What's the most important part of the contester's body? From my personal experience, it's your butt! If it's not "in the chair," the rest of your corporeal being is pretty much irrelevant. Make it easy to maximize BIC (butt in chair) time with a comfortable shack chair. After all, a weekend contest takes as much time as a week at work - or more - so take care of your "supporting technology."

Ad
TECHNICAL TOPICS AND INFORMATION

You might think that the big multi-multi stations have serious receiver front-end protection problems and you would be right. But where else will you find a lot of power coming back down the feed line from another transmitter? How about Field Day? Craig K9CT recommends this web page on antenna coupling from W8JI. Perhaps some protection is in order to save those fragile components?

For big antenna installations, many station builders prefer a heavy-duty, self-aligning bearing to take the load off the rotator and ease the job of maintenance. Stan K5GO recommended these flange bearings as doing a good job for him. (Similar units are available from WB0W.com.) He also reminds us to leave a little room in the diameter - a 2" galvanized mast requires a 2-1/16" bearing to fit cleanly - and to add a muffler clamp just above the bearing as a little insurance against set screw failure. Shaft collars also remove the need to rely on set screws. If you do use the set screws, be sure they are stainless steel to avoid rusting, since most bearings of this type are specified for indoor use. (Thanks also, Gerald K5GW)

Chris was showing off his new tilt-over truck-mount at Visalia - the latest KF7P Metalwerks product - along with Yellow Jacks and other tools. (Photo by NØAX)

While on the subject of bearings and clamps atop your tower, Jon W4ABC notes that Oatey makes a roofing flange (14052 Master Flash) that can easily be configured to fit around your mast, just above the bearing. It's widely available online and in home improvement and plumbing stores. A similar part is the Fernco 1056-62 flexible coupling recommended by J D KF5U.

I don't expect us to have 160 meter antennas in the form of wrist-watches any time soon but science marches on. Here's a news item on how electromagnetic innovation places antennas right on a chip. (Thanks, Roger K8RI)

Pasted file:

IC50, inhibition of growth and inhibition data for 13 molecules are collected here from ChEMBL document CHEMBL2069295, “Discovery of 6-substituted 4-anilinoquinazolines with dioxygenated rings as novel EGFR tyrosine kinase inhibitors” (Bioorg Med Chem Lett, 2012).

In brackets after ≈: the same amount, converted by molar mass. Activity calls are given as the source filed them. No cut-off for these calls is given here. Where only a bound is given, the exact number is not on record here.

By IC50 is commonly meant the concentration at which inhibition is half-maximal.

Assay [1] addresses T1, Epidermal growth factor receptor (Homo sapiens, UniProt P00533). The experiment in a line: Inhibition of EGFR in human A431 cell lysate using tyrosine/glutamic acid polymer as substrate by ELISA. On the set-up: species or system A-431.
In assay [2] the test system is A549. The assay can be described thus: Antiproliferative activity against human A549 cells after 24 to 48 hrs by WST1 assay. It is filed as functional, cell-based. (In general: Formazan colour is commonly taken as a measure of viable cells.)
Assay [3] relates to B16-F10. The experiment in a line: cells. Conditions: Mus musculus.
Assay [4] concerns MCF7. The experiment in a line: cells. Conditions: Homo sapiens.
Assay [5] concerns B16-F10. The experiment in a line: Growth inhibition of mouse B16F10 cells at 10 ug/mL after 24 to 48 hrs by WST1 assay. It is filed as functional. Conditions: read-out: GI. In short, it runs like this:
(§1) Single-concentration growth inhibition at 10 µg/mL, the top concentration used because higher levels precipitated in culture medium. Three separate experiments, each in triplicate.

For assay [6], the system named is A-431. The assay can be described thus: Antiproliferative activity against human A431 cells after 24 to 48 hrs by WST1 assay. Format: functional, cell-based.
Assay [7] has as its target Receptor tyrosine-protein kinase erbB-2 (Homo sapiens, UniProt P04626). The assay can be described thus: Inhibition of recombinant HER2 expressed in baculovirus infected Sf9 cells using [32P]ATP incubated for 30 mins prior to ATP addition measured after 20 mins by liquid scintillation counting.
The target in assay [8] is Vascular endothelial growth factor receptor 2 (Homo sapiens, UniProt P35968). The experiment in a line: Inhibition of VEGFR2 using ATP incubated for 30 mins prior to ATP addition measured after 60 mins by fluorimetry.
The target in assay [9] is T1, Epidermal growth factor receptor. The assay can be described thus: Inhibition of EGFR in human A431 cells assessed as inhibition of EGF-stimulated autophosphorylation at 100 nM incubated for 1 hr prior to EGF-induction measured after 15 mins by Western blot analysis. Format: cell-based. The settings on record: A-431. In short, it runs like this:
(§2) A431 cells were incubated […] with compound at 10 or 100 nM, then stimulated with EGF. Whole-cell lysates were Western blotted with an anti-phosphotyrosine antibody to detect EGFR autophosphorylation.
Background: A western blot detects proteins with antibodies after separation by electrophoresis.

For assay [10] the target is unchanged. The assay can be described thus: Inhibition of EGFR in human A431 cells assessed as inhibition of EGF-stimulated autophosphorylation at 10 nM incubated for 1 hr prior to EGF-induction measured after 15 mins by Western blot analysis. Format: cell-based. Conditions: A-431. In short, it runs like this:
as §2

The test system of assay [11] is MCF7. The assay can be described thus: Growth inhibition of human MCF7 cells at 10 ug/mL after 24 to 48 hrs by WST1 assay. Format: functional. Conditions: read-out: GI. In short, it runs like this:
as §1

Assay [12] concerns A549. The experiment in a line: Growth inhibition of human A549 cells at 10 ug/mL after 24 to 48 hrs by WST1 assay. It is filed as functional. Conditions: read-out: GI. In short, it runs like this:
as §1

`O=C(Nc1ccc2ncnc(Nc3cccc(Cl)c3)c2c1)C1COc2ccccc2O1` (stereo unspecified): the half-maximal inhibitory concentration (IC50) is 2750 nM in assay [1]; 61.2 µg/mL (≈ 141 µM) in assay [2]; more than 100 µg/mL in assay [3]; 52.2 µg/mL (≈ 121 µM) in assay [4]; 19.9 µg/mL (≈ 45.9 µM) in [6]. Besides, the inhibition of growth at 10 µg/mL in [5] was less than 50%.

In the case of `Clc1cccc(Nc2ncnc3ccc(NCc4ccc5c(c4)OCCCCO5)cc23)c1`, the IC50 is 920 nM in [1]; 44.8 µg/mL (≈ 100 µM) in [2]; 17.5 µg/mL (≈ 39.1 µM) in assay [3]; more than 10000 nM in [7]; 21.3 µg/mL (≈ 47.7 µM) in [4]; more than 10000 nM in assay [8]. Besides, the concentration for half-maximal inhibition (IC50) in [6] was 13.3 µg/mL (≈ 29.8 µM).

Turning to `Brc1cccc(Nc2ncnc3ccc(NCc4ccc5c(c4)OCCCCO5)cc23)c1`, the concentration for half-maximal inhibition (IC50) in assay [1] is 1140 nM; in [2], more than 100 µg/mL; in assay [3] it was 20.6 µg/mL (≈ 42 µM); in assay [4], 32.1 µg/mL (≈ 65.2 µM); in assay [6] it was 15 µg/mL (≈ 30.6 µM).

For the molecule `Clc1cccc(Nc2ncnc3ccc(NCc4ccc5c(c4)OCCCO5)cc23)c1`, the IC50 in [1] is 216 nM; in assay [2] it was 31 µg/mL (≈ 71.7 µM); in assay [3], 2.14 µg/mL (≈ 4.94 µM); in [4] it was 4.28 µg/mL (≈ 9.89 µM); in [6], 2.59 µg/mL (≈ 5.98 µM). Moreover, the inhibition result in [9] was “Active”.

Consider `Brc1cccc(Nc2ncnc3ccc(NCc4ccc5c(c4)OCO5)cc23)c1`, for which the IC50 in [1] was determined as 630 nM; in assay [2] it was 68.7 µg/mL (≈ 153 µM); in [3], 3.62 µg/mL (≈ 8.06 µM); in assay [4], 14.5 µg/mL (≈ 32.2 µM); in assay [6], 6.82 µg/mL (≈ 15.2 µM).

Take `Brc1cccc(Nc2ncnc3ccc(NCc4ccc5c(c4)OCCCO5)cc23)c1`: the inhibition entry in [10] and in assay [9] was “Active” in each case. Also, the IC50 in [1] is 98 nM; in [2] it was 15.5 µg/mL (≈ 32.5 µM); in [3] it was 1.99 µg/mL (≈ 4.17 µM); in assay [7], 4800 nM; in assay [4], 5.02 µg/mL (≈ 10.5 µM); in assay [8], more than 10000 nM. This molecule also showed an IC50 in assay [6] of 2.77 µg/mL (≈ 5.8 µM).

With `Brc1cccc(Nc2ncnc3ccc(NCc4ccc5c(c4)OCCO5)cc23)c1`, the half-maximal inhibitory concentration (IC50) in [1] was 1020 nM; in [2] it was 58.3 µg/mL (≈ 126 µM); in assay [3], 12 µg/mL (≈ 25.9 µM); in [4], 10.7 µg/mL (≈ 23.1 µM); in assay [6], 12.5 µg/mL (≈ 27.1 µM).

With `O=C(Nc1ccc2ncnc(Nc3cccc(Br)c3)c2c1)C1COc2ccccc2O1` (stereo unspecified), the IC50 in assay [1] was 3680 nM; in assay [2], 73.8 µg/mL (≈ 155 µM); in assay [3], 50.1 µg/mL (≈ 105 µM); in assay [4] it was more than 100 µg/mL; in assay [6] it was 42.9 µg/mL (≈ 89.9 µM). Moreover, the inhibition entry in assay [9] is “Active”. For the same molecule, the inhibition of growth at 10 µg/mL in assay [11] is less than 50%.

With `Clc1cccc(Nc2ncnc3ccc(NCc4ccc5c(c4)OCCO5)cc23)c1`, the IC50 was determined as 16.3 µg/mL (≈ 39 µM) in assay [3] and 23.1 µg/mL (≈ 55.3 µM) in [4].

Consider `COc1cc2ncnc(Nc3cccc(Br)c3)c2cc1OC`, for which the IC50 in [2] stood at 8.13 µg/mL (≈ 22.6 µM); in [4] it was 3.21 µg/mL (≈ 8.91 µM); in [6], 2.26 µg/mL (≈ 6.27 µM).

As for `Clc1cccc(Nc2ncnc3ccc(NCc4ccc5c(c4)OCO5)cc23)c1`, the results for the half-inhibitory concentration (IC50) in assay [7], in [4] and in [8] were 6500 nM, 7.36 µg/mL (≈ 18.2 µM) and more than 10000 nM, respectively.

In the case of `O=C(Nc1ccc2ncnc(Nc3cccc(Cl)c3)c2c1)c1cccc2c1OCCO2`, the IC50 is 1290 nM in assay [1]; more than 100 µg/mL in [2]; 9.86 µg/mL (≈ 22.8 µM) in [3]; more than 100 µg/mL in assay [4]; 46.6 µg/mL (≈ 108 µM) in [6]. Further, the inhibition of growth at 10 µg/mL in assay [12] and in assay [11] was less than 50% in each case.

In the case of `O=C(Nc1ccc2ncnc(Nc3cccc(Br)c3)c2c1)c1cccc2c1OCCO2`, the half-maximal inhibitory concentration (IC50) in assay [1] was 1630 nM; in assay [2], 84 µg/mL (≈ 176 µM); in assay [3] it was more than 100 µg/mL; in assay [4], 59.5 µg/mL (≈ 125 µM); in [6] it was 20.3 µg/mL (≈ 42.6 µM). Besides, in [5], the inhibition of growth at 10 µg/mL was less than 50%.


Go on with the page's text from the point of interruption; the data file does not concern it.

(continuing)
Updated antenna comparison tables from VE7BQH have been uploaded to the website of Lance W7GJ, just in time for the summer roving season. (Thanks, Lance W7GJ)

Here's a list of about 10 small receive antennas, with links to information on each type. (Thanks, Mike WØBTU)

What kind of wire do you need for radials? With a big station and lots of 160 meter activity, Frank W3LPL has considered lots of options. "In most soils mechanical durability is the only consideration for long term durability of copper wire, but out of sight out of mind can be a big problem for radial systems in at least two cases.

"Galvanic corrosion will damage a buried radial system if electrical currents flow from the shield of your coaxial cable into your radial system. Of course, small diameter wire will fail more quickly than heavier wire. This is not a trivial consideration because in many installations the buried radial system has significantly lower ground resistance than any other ground in your home or in your station. You can determine if this is a problem in your installation by using a milliammeter (or a common VOM) to check for shield current.

"Corrosive soils may also damage a buried radial system. Fortunately most soils are not corrosive for copper but there are important exceptions, some examples are:

  • soils with large quantities of organic matter,
  • poorly drained soils such as wetlands,
  • soils with a history of heavy agricultural use with farm animals or fertilizer, and
  • soils containing materials such as cinders or cinder blocks."

Technical Web Site of the Week - This video from Icom is an excellent demonstration of the effect from phase noise of internal oscillators creating reciprocal mixing. Transmit signal cleanliness has become the new frontier of transceiver design and it's about time! (Thanks, Scott KØDQ)

CONVERSATION

Where the Action Is

Just having returned from the International DX Convention in Visalia, California, I'm still buzzing from the social whirl. Attendance was a new high-water mark and I definitely noticed plenty of DX visitors, women and girl hams, folks on the left-side of the demographic curve, shall we say, and so forth. Many of my long-time friends made the trek, too, leading to loads of conversation, photos, and memories to share.